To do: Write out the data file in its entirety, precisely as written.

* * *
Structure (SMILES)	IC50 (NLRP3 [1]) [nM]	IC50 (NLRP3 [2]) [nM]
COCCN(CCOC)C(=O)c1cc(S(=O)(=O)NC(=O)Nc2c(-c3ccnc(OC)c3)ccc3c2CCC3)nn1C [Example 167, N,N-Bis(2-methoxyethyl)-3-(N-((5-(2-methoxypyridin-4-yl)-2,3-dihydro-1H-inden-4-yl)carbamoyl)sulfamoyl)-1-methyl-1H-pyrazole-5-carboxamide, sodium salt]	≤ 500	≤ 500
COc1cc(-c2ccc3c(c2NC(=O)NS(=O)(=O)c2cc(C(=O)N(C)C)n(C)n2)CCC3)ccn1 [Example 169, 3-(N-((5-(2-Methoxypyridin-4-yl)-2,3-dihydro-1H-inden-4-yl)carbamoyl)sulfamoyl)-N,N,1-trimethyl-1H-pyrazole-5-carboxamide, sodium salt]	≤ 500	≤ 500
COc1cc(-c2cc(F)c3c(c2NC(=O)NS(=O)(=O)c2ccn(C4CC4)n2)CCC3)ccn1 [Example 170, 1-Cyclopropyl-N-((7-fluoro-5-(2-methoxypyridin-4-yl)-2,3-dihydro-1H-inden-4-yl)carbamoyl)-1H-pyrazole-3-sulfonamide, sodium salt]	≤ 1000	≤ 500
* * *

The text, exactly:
Structure (SMILES)	IC50 (NLRP3 [1]) [nM]	IC50 (NLRP3 [2]) [nM]
COCCN(CCOC)C(=O)c1cc(S(=O)(=O)NC(=O)Nc2c(-c3ccnc(OC)c3)ccc3c2CCC3)nn1C [Example 167, N,N-Bis(2-methoxyethyl)-3-(N-((5-(2-methoxypyridin-4-yl)-2,3-dihydro-1H-inden-4-yl)carbamoyl)sulfamoyl)-1-methyl-1H-pyrazole-5-carboxamide, sodium salt]	≤ 500	≤ 500
COc1cc(-c2ccc3c(c2NC(=O)NS(=O)(=O)c2cc(C(=O)N(C)C)n(C)n2)CCC3)ccn1 [Example 169, 3-(N-((5-(2-Methoxypyridin-4-yl)-2,3-dihydro-1H-inden-4-yl)carbamoyl)sulfamoyl)-N,N,1-trimethyl-1H-pyrazole-5-carboxamide, sodium salt]	≤ 500	≤ 500
COc1cc(-c2cc(F)c3c(c2NC(=O)NS(=O)(=O)c2ccn(C4CC4)n2)CCC3)ccn1 [Example 170, 1-Cyclopropyl-N-((7-fluoro-5-(2-methoxypyridin-4-yl)-2,3-dihydro-1H-inden-4-yl)carbamoyl)-1H-pyrazole-3-sulfonamide, sodium salt]	≤ 1000	≤ 500